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Late-Onset Drug-Induced Cholestasis in a Living-Related Liver Transplant Donor With Progressive Familial Intrahepatic Cholestasis

Late-Onset Drug-Induced Cholestasis in a Living-Related Liver Transplant Donor With Progressive Familial Intrahepatic Cholestasis

Experimental and Clinical Transplantation 13(Suppl. 3): 107-109

We present a rare case of progressive familial intrahepatic cholestasis within a family. A 34-yearold female became a living-related liver transplant donor for her son, who had the disease. Nine years after the transplant, the mother developed severe intrahepatic cholestasis, for which she was evaluated after using an oral contraceptive drug. She presented with jaundice, pruritus, and increased bilirubin levels, together with elevated gamma glutamyl transferase and alkaline phosphatase levels. A liver biopsy revealed findings consistent with intrahepatic cholestasis. However, despite follow-up management and cessation of the insulting drug, her total bilirubin count continuously increased to 20 mg/dL and was accompanied by intractable pruritus. A total of 9 plasmapheresis sessions were performed, and she was started on a regimen of ursodeoxycholic acid (13 mg/kg/d) and cholestyramine (4 g, 3 times daily). The clinical and laboratory picture dramatically improved following cessation of the oral contraceptive, plasmapheresis sessions, and drug treatment. The patient's cholestasis normalized within 3 months, and she recovered uneventfully. A genetic analysis of the whole family revealed that both parents were heterozygous for the mutation c.124G>A in ABCB11, and the son was homozygous for this mutation. These findings supported varying degrees of bile salt export pump deficiency in the family members. Defective bile salt excretory system function can result in a wide spectrum of clinical presentations, ranging from progressive familial intrahepatic cholestasis requiring liver transplant to late-onset drug-induced cholestasis. Our findings suggest that, in a heterozygous carrier of a progressive familial intrahepatic cholestasis mutation, drug-induced cholestasis is responsive to treatment, after which the clinical picture can normalize within 3 months.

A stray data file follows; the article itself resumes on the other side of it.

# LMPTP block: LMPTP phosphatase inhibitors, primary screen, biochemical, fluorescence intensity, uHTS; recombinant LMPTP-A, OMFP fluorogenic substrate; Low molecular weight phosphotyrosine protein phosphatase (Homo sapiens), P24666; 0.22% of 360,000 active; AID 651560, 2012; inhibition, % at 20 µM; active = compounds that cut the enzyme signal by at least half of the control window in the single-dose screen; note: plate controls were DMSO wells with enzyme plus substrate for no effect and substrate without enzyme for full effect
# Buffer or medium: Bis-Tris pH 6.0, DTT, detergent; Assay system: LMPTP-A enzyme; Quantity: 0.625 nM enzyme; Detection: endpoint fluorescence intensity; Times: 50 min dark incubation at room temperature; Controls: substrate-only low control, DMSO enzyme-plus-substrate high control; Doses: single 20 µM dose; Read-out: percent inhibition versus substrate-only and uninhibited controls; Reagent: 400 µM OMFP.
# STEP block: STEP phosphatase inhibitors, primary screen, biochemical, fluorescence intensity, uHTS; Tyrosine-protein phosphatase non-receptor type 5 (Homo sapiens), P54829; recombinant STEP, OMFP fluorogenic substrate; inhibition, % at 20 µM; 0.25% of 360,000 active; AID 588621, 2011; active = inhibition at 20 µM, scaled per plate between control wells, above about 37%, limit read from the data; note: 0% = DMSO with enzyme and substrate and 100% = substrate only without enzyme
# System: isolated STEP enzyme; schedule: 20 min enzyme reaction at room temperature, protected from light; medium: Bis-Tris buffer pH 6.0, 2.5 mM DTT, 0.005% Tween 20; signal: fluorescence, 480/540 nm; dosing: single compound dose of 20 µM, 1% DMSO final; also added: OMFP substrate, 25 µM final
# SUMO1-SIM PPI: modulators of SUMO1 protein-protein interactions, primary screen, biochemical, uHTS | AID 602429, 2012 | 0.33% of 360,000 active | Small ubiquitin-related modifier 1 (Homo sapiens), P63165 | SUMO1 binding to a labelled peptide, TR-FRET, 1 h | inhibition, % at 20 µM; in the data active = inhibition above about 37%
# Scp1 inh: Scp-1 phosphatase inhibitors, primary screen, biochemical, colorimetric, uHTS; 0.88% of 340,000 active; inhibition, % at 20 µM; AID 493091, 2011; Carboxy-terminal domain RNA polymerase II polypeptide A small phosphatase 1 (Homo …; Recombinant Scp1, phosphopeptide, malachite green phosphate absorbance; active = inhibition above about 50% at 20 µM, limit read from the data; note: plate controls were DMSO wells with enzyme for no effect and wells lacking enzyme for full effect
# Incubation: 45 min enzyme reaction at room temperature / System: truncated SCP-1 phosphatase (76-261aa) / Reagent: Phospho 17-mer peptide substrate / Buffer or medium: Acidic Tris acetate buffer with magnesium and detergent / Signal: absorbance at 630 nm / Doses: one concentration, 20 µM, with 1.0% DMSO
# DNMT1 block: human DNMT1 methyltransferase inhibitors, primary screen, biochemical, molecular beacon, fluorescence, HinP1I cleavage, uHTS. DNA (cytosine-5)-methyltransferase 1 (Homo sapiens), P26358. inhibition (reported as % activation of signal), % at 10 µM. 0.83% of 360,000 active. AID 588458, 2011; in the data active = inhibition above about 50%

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Accession: 058201901

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PMID: 26640927

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